Review: iPad with Retina Display (4th generation)

It's not worth an upgrade, and it's overkill for most people. But it's ideal for photographers or salespeople.

NameTablet: iPad with Retina Display (4th gen)
At a glance:Retina screen for crisp, clear text and images,Hard to tell the difference for many apps,No real improvement over 3rd Generation iPad with Retina display
Summary:It's good, but not worth the upgrade unless you specifically need a Retina screen.
RRP:$729 (16GB, Wi-Fi)

I reviewed the iPad with Retina Display in May 2012, when it came out, and I was pretty impressed. If you're considering the iPad with Retina Display (4th Generation), it's probably worth reading that review, then heading back here. In summary, though, I found the Retina screen crisp and clear, which proved great for reading text and viewing photographs. Best of all, that lovely display came without having diminished the iPad’s battery power.

That iPad, also called "iPad with Retina display (3rd generation)", or more simply "new iPad", has been superceded just six months later. The iPad with Retina display (and Lightning connector), aka iPad with Retina Display (4th generation) is the new kid on the block.

What's the difference? The main change for the new iPad is simply a shift from the previous Apple dock connector to the new reversible and easy-to-use Lightning connector. Lightning is also used on the iPhone 5 and iPad mini. Additionally, the iPad with Retina display (4th generation) has a slightly beefed up A6X processor, and more GPU power than the previous iPad with Retina Display.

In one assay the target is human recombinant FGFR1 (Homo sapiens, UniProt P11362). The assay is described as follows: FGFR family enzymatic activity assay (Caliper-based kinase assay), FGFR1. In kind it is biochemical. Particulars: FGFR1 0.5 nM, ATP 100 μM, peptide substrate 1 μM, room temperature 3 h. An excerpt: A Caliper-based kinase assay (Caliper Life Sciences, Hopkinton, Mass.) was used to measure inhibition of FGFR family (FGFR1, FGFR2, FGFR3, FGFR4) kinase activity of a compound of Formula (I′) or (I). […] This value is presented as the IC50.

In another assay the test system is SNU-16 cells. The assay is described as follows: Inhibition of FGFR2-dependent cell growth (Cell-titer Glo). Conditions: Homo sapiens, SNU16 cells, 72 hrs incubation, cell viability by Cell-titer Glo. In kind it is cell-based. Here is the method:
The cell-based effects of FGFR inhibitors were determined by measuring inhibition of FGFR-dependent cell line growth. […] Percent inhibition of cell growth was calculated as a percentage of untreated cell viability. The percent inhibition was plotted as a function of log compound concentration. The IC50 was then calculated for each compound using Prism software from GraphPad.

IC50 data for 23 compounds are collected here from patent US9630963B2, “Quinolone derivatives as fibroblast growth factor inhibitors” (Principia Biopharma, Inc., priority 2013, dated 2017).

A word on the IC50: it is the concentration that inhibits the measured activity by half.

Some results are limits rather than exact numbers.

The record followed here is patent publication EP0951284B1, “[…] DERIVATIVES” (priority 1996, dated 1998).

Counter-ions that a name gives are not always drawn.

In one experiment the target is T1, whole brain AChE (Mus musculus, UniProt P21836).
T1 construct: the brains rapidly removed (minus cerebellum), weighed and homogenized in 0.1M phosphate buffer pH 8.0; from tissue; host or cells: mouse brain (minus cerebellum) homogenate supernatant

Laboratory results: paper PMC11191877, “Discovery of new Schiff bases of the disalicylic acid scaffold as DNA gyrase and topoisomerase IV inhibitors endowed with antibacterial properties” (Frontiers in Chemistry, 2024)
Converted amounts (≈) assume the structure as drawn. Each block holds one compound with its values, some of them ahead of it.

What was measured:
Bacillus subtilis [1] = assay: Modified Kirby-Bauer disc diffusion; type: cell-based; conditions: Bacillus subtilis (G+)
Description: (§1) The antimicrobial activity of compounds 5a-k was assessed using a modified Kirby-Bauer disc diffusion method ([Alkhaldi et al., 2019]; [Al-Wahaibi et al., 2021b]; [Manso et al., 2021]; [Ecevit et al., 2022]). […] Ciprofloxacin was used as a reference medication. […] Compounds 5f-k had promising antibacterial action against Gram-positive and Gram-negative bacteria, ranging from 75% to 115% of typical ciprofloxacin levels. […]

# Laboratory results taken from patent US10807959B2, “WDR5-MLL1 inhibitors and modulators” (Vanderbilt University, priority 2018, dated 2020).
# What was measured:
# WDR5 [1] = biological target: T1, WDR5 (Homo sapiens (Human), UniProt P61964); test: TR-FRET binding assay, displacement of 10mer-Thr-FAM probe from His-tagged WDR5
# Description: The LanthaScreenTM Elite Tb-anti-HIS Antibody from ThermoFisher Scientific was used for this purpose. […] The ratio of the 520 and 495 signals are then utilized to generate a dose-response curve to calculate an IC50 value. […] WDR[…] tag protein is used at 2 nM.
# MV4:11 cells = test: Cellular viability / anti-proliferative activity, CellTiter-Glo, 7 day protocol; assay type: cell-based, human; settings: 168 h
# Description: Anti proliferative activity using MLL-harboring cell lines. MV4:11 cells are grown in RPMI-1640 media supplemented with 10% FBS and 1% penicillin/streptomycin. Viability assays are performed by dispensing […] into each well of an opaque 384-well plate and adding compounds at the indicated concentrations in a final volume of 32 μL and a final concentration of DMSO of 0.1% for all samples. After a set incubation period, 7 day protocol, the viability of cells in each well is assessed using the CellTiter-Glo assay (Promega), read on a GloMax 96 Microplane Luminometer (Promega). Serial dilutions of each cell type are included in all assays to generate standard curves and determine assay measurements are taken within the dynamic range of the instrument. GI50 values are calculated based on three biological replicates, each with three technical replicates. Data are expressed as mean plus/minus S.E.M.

I have to admit that I was hoping to see visible differences between the two Retina display models. Sadly, though, I was to be disappointed.

We conducted several side-by-side real-world performance tests: launching apps, playing games, accessing settings, viewing photos, zooming and turning pages. In no case could we discern any difference in speed between the two. If anything, the screen display on the 4th generation iPad Retina seemed a little dimmer and less vibrant than that of the 3rd generation iPad. At times it even seemed less bright than the iPad 2.

Below: spot the difference? iPad 2 (top left), iPad with Retina Display (top right) and the new 4th generation iPad with Retina Display (and Lightning connector), bottom right.

In the time between testing the iPad with Retina Display and its new Lightning-enabled replacement, I’d also hoped that more apps would take advantage of the Retina Display. Sadly, again I was disappointed.

If there are Retina-enhanced apps out there, either none of my hundred apps is included among their number, or I can’t really tell the difference. Reading text on a Retina display in general is sharper, and similarly photographs show more detail, but in all, I’d say that unless you'll primarily use an iPad for photography and eBook reading, it’s probably not worth the Retina version.

The new iPad with Retina Display is only for those who don't already have an iPad, an have an absolute need for the high resolution screen - photographers, salespeople and the like. It's not worth an upgrade from the 3rd generation just for Lightning, and for most people, the iPad 2 will fulfill their needs.

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Tags iPad 4Appleipad 4th generaltionTablet4th gen ipadretinaapple ipad 4iPad

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Zara Baxter

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